Tabitha Ewert, legal counsel for We Need a Law, stands in front of some of the 50,000 flags at Holland Park on Thursday, Oct. 11. The flags were meant to shine a light on sex-selection abortions in Canada. (Photo: Lauren Collins)

International Day of the Girl

50,000 pink flags planted at B.C. park shine light on sex-selection abortion

We Need a Law group ‘advocates for fetal interest’ protection: legal counsel

In a sea of pink flags at Holland Park, volunteers took the time to answer questions about imbalanced birth rates in Canada on International Day of the Girl.

Tabitha Ewert, the legal counsel for We Need a Law, said the goal of Thursday’s (Oct. 11) event was to shine a spotlight on gender-based violence that happens around the world, “and even here in Canada.”

“Specifically, we want to talk about sex-selection abortion which is pre-born women who are targeted just because they’re women,” Ewert said.

She said this is the first time the group has done an all pink flag display, adding that the displays are usually pink and blue flags.

“We’ll either have 100,000 (flags) to represent the 100,000 abortions that happen every year in Canada or sometimes we’ll do 10,000 or a smaller one.”

Sex-selection abortion, she said, is not widely talked about.

“I think when it does get talked about, it gets talked about as a problem in other countries — that’s generally the way people talk about it. They don’t realize it’s happening here in Canada too.”

A news release from We Need a Law states that researchers “point to sex-selective abortion, which is allowed in Canada, as a contributor to this imbalance.”

“Naturally, about 105 boys are born for every 100 girls,” according to the release.

In South Asian families with two girls and one or more reported abortions after that, “the ratio shifts up to 280 boys for every 100 girls,” the news release adds.

“It was initially thought that sex-selective abortions in South Asian communities would decrease with the next generation. This most recent study, however, confirms that second-generation South Asian women, born in Canada, continue to show this preference for boys,” states the release, referencing a study published in the Journal of Epidemiology and Community Health.

Ewert said the focus is not on the community, but that sex-selection abortions are happening at all.

“Canada is a multicultural country. We value the fact that we have people from all over the world here, so if it affects one community, it affects everyone,” she said.

The release states that abortion “disproportionately targets baby girls.”

“Abortion is not about a woman’s right to choose – it is about taking away a child’s right to live, and it makes a statement about the value, or lack thereof, that we place on women in Canada when we allow sex-selective abortion,” the release reads.

Ewert said it’s important that sex-selection abortion doesn’t continue to occur in Canada.

“We understand that rights are really important and that should start even before birth.”

We Need a Law, Ewert said, “advocates for fetal interest to be protected by Canadian law.”

“We’re having people sign a petition that calls on the government to condemn sex-selection abortion.”

We Need a Law, according to its website, was launched in 2012.

Its three main initiatives are: Protect a Woman’s Right to Have Her Child, Defend Girls and End Late-Term Abortion.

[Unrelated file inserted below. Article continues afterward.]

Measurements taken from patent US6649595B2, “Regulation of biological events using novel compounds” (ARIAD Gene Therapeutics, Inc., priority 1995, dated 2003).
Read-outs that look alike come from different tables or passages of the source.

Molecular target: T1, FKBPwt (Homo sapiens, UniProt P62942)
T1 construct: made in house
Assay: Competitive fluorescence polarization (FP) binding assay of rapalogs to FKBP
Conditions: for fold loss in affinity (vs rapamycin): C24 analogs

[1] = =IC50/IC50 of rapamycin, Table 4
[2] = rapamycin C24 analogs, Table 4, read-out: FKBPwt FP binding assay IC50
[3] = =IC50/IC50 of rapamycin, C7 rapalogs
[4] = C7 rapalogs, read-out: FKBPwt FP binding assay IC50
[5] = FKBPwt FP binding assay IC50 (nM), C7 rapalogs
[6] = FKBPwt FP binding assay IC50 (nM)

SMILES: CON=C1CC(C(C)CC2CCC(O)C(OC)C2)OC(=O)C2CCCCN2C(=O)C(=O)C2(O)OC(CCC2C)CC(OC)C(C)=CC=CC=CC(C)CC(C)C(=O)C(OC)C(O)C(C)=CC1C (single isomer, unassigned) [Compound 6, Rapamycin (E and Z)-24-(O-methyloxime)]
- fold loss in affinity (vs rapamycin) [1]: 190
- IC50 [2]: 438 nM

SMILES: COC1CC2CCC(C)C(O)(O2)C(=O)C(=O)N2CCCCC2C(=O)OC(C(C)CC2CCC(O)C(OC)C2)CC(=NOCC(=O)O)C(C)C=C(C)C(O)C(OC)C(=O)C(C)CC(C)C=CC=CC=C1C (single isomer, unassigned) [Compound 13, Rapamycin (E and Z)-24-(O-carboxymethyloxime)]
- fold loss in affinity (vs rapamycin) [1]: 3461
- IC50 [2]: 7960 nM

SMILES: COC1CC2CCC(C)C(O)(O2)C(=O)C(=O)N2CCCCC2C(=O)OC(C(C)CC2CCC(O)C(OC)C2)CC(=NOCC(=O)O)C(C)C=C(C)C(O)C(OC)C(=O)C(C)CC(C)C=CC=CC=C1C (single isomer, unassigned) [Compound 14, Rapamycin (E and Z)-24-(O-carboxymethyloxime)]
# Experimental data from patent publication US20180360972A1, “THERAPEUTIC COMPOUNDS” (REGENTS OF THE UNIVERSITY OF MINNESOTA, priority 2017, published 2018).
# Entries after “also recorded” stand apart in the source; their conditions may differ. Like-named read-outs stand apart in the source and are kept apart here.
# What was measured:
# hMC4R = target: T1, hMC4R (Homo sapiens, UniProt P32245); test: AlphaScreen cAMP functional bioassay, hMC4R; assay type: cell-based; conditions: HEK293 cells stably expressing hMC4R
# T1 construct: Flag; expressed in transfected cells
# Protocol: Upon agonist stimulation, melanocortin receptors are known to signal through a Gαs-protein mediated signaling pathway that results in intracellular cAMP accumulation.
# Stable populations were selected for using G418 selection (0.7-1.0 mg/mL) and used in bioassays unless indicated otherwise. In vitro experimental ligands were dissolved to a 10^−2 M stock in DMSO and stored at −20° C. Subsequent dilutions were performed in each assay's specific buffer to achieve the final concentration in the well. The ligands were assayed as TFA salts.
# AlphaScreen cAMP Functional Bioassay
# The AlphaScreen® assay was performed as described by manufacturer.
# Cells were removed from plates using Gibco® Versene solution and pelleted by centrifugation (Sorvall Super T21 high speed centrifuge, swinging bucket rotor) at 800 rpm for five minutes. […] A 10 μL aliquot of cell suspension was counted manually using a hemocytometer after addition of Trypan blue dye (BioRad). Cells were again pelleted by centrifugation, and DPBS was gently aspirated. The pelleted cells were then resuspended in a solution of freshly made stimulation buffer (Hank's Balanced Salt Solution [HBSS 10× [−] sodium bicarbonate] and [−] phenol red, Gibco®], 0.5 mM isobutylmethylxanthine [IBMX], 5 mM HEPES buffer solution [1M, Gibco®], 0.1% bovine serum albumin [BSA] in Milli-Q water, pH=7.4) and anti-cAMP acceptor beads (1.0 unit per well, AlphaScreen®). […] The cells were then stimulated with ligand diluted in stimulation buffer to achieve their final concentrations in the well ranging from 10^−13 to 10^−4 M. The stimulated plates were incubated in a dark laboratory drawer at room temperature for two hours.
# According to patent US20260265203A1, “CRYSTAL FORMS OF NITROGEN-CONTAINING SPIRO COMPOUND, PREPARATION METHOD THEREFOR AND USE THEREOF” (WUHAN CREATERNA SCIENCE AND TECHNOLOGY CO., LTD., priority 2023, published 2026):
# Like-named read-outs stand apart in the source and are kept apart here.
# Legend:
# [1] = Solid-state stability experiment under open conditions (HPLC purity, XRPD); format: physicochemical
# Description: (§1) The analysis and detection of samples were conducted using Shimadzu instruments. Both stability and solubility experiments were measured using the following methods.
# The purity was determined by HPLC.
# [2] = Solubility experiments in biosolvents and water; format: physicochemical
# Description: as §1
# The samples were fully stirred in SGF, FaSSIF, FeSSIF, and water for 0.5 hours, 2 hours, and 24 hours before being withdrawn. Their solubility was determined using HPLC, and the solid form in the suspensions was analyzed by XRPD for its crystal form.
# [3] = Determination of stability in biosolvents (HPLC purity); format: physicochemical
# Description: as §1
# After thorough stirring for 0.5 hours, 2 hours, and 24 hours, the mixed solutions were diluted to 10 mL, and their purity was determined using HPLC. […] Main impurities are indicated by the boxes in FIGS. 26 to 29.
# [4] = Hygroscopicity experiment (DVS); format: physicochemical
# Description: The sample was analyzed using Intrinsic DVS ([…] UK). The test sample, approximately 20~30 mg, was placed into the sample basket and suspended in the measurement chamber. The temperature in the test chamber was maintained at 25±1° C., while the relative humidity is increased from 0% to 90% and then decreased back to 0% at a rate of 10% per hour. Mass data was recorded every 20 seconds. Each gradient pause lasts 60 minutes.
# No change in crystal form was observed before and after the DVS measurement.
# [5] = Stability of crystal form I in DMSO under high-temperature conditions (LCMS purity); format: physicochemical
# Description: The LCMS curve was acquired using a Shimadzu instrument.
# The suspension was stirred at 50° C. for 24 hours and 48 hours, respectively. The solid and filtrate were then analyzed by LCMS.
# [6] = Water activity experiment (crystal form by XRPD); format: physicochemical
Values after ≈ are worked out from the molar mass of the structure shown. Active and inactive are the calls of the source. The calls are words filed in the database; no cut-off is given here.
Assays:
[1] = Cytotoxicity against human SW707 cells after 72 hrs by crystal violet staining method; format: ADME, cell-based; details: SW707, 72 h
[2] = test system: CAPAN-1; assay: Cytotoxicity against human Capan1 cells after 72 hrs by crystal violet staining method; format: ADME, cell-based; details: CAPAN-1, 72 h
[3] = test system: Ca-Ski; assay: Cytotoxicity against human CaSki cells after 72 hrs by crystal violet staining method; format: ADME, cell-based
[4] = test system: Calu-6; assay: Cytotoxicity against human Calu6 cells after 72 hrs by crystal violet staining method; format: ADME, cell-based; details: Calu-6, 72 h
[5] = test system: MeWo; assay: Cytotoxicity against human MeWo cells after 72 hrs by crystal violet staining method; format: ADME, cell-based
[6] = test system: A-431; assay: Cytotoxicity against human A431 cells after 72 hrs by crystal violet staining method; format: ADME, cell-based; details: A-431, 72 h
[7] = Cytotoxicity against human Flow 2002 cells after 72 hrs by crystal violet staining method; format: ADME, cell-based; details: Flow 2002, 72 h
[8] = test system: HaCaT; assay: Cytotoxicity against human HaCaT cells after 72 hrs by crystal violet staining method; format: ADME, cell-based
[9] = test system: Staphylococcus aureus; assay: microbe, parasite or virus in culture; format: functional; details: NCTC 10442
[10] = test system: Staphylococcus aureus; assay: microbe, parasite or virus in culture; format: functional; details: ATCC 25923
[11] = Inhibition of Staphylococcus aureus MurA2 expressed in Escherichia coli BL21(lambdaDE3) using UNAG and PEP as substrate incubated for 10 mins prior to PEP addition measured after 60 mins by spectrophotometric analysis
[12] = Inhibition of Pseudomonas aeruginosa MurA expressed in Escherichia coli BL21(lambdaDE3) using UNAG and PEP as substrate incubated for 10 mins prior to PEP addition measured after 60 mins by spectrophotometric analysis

Thursday’s event was part of the Defend Girls initiative.

For more information, visit defendgirls.com.



lauren.collins@surreynowleader.com

Like us on Facebook Follow us on Instagram and follow Lauren on Twitter

 

Fifty-thousand flags were put into the ground at Holland Park on Thursday, Oct. 11 on International Day of the Girl. The flags were meant to shine a light on sex-selection abortions in Canada. (Photo: Lauren Collins)

Just Posted

No injuries after vehicle knocks boat into house

Alcohol and speed may have been a factor

Preliminary inquiry for Island resident facing numerous charges in Comox Valley shooting

A 27-year-old Saanich resident had his preliminary hearing in Courtenay Wednesday as… Continue reading

VIDEO: This is what buying legal pot in B.C. looks like

Take a look inside B.C.’s first and only legal pot shop located in Kamloops

VIDEO: Leaf Compassion celebrates legalization in Courtenay

Leaf Compassion in Courtenay celebrated the official legalization of marijuana in Courtenay… Continue reading

Man injured in Vancouver Island racetrack accident meets, holds son for first time

Kayden was born the day after Jonathan was crushed by car at speedway

Mellow opening to B.C.’s only legal pot shop

About five people lined up early for the opening of the BC Cannabis Store in Kamloops.

Jagmeet Singh says marijuana pardons are not enough

Trudeau government will streamline pardon process for Canadians convicted of simple possession of marijuana in the past

Caregivers banned from smoking, growing cannabis around children-in-care: MCFD

Ministry has limited cannabis use for caregivers, stating it may “pose a risk to children and youth.”

Cheaper strains sell out within minutes on online BC Cannabis Store

Province says new strains will become available in the coming months

Only 40% of B.C. car dealerships have electric cars available: report

Researchers found buyers frustrated at the lack of options

VIDEO: Millionaire Lottery returns to give back and win big

Since 1996, Millionaire Lottery has raised $52 million for the VGH+UBC Hospital Foundation

Test case challenges a politician’s right to block people from Twitter account

3 people say Watson infringed their constitutional right to freedom of expression by blocking them

‘A little odd’ B.C.’s biggest city celebrates cannabis without a legal store

On the streets of downtown Vancouver, notably the Wild West of illegal marijuana, not a single legal store opened Wednesday, making for a rather anticlimatic kick-off

Most Read